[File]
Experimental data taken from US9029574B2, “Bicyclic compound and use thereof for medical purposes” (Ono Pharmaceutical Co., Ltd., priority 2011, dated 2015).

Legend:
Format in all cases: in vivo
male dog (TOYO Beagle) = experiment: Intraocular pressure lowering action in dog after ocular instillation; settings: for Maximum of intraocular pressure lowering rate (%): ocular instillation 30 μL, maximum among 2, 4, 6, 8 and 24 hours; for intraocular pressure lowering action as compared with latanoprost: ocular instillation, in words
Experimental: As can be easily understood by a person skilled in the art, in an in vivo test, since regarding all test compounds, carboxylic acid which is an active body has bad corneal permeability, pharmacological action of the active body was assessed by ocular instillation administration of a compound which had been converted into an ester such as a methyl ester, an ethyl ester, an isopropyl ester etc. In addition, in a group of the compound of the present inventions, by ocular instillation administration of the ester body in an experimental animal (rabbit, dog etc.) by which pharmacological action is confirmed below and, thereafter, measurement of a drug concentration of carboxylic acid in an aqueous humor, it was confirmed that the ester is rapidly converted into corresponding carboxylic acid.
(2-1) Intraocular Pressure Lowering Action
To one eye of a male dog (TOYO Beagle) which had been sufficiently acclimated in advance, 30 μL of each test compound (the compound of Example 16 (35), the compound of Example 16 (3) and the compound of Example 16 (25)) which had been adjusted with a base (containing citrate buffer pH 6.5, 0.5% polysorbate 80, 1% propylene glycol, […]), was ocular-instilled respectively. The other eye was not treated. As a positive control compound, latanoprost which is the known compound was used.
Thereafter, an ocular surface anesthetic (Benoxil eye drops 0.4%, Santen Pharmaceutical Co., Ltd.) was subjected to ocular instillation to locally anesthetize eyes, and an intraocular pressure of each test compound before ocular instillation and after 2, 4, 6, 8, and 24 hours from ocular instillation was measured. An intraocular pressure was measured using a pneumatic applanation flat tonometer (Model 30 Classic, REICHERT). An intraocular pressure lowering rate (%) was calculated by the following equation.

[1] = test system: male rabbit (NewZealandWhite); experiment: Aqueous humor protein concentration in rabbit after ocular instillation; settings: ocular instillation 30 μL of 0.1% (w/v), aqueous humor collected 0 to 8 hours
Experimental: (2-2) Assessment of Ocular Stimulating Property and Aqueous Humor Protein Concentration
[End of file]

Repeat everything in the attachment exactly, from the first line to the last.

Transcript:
Experimental data taken from US9029574B2, “Bicyclic compound and use thereof for medical purposes” (Ono Pharmaceutical Co., Ltd., priority 2011, dated 2015).

Legend:
Format in all cases: in vivo
male dog (TOYO Beagle) = experiment: Intraocular pressure lowering action in dog after ocular instillation; settings: for Maximum of intraocular pressure lowering rate (%): ocular instillation 30 μL, maximum among 2, 4, 6, 8 and 24 hours; for intraocular pressure lowering action as compared with latanoprost: ocular instillation, in words
Experimental: As can be easily understood by a person skilled in the art, in an in vivo test, since regarding all test compounds, carboxylic acid which is an active body has bad corneal permeability, pharmacological action of the active body was assessed by ocular instillation administration of a compound which had been converted into an ester such as a methyl ester, an ethyl ester, an isopropyl ester etc. In addition, in a group of the compound of the present inventions, by ocular instillation administration of the ester body in an experimental animal (rabbit, dog etc.) by which pharmacological action is confirmed below and, thereafter, measurement of a drug concentration of carboxylic acid in an aqueous humor, it was confirmed that the ester is rapidly converted into corresponding carboxylic acid.
(2-1) Intraocular Pressure Lowering Action
To one eye of a male dog (TOYO Beagle) which had been sufficiently acclimated in advance, 30 μL of each test compound (the compound of Example 16 (35), the compound of Example 16 (3) and the compound of Example 16 (25)) which had been adjusted with a base (containing citrate buffer pH 6.5, 0.5% polysorbate 80, 1% propylene glycol, […]), was ocular-instilled respectively. The other eye was not treated. As a positive control compound, latanoprost which is the known compound was used.
Thereafter, an ocular surface anesthetic (Benoxil eye drops 0.4%, Santen Pharmaceutical Co., Ltd.) was subjected to ocular instillation to locally anesthetize eyes, and an intraocular pressure of each test compound before ocular instillation and after 2, 4, 6, 8, and 24 hours from ocular instillation was measured. An intraocular pressure was measured using a pneumatic applanation flat tonometer (Model 30 Classic, REICHERT). An intraocular pressure lowering rate (%) was calculated by the following equation.

[1] = test system: male rabbit (NewZealandWhite); experiment: Aqueous humor protein concentration in rabbit after ocular instillation; settings: ocular instillation 30 μL of 0.1% (w/v), aqueous humor collected 0 to 8 hours
Experimental: (2-2) Assessment of Ocular Stimulating Property and Aqueous Humor Protein Concentration